A woman suffering from mental illness works in a restaurant of Morocco's Hadaf association on September 26, 2017 in the capital Rabat. / AFP / FADEL SENNA
Your feedback is important to us!
We invite all our readers to share with us their views and comments about this article.
Disclaimer: Comments submitted by third parties on this site are the sole responsibility of the individual(s) whose content is submitted. The Daily Star accepts no responsibility for the content of comment(s), including, without limitation, any error, omission or inaccuracy therein. Please note that your email address will NOT appear on the site.
Alert: If you are facing problems with posting comments, please note that you must verify your email with Disqus prior to posting a comment. follow this link to make sure your account meets the requirements. (http://bit.ly/vDisqus)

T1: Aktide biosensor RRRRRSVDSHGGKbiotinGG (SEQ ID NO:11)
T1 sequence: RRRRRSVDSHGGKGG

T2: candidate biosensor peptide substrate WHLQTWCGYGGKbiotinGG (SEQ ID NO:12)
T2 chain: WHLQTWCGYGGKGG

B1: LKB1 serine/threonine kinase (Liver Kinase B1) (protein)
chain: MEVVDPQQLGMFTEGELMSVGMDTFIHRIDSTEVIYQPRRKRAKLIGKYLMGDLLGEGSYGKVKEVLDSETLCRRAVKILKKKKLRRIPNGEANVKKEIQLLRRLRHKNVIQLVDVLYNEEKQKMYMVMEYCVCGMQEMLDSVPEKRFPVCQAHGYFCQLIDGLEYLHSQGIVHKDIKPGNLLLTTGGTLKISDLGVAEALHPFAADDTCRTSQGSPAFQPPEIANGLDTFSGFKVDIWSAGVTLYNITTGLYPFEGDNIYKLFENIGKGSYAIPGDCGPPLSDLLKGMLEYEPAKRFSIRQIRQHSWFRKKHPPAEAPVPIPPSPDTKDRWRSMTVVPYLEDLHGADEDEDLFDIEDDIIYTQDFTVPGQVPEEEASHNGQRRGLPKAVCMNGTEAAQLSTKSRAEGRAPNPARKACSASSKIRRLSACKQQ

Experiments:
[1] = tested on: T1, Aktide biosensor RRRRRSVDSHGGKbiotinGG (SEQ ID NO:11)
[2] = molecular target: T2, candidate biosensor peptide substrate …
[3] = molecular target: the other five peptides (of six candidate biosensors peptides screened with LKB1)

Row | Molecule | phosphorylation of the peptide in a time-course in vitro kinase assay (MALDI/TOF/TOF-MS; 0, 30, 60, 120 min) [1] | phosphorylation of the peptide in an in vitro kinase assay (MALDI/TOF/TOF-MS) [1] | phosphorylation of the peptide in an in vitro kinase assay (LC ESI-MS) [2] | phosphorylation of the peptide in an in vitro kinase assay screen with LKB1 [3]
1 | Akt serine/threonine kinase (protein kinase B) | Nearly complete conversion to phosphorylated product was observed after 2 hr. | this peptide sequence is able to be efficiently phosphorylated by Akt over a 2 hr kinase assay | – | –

In a country where nearly half of people with mental disabilities are unemployed, one restaurant in the Moroccan capital is part of a pilot project tackling the problem.The jobless rate for people with mental disabilities is 47.65 percent, four times the average in a country which has 2.3 million disabled, according to a study published last year by the Families Ministry.Just 41.8 percent of disabled youngsters aged between 6 and 17 go to school, and in the 6 to 11 range that figure falls to 37.8 percent.The restaurant is part of the Hadaf Center – Hadaf means "goal" in Arabic – that was established 20 years ago by a group of parents and friends of people dealing with mental disabilities.Today, it looks after 90 young people in the greater Rabat area, with more on the waiting list.The Hadaf Center also has a guest house that provides some income and gives the young people the chance to socialize, Mesfer said.
FOLLOW THIS ARTICLE